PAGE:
IntroductionLes fibromatoses desmoïdes extra-abdominales (FDEA) sont des tumeurs bénignes rares, mais à un haut risque de récidive locale,
ce qui les distingue des autres tumeurs bénignes. Le but de ce travail était d’évaluer le taux de récidive locale, après traitement
chirurgical, afin de mieux définir les indications opératoires et les facteurs pronostiques de récidive.
MéthodeNous avons réalisé une étude rétrospective de 36 cas de tumeurs opérées dans notre établissement entre 1989 et 2008. Vingt-quatre
tumeurs ont récidivé. Les facteurs de risques évalués étaient l’âge, le sexe, la localisation de la tumeur, l’imagerie et
les marges de résection.
RésultatsCette tumeur touche surtout les femmes de la troisième ou quatrième décennie. Le principal facteur de récidive semble être
la qualité des marges de résection. L’IRM semble être utile pour prédire le potentiel de récidive de ces tumeurs après chirurgie
avec un facteur péjoratif en cas de lésions hypo-intenses en séquence T1 et hyper-intenses en T2 prenant la gadolinium.
DiscussionLa place de la chirurgie et des traitements associés (radiothérapie, chimiothérapie, tamoxifène) reste à déterminer et les
indications thérapeutiques doivent être précisées en fonction du rapport bénéfice/risque pour le patient. Enfin, la réalisation
d’une simple surveillance doit être évaluée, car de nombreuses lésions récidivantes se sont stabilisées spontanément.
Desmoid fibromatoses are a rare benign tumour but with a high rate of local recidivism. The goal of this article was to identify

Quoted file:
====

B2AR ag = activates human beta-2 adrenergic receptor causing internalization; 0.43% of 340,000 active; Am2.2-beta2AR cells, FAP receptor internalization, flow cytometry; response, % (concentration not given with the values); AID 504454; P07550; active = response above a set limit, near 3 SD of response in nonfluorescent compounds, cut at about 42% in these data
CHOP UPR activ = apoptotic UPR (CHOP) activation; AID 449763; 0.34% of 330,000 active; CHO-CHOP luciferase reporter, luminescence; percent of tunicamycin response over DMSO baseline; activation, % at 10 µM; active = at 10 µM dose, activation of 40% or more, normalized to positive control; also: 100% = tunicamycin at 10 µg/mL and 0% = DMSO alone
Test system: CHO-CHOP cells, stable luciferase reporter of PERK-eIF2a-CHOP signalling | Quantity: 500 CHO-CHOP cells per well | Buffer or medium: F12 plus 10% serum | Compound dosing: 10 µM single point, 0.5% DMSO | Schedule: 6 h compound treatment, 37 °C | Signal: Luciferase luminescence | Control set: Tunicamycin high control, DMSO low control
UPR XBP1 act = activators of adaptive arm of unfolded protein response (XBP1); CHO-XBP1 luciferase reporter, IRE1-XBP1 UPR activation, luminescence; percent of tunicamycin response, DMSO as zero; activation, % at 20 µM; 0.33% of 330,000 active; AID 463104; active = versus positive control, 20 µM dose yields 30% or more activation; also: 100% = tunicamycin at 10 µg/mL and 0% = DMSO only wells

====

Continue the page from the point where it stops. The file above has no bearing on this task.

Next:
the prognostic factor and to evaluate the efficacy of the surgery. We report 36 patients who underwent surgery in our department
between 1989 and 2008. Twenty-four had recidivism. This tumour primarily affects women in the third or fourth decade. The
principal prognostic factor is the margin of resection. MRI seems to be useful to predict the potential of recidivism. The
role of the surgery remains to be determined, and therapeutic indication must to be discussed with regard to benefits and
risks. Also, the “wait and see” attitude must be evaluated as this tumour stabilizes spontaneously.
Mots clésTumeur–Fibromatose desmoïde–Chirurgie
[Show abstract][Hide abstract] ABSTRACT: Eight patients with desmoid tumors, symptomatic, and none a candidate for conservative surgery, were treated with weekly vinblastine, maximum dose 10 mg/week, and methotrexate, maximum dose 50 mg/week. Symptomatic relief was obtained in all patients. Using Eastern Cooperative Oncology Group (ECOG) criteria, two patients had a complete remission, one of which has lasted for 30 months, four patients have had partial remissions, one patient has had a mixed response, and one patient who has been treated for only 4 weeks, a minimal response. Toxicity has been minor and transient. Chemotherapy appears to be an acceptable alternative to radical surgery in selected patients with desmoid tumors.
Cancer 10/1989; 64(6):1192-4. DOI:10.1002/1097-0142(19890915)64:63.0.CO;2-J · 4.89 Impact Factor
[Show abstract][Hide abstract] ABSTRACT: To evaluate the impact of surgery as first-line treatment on event-free survival (EFS) of primary aggressive fibromatosis.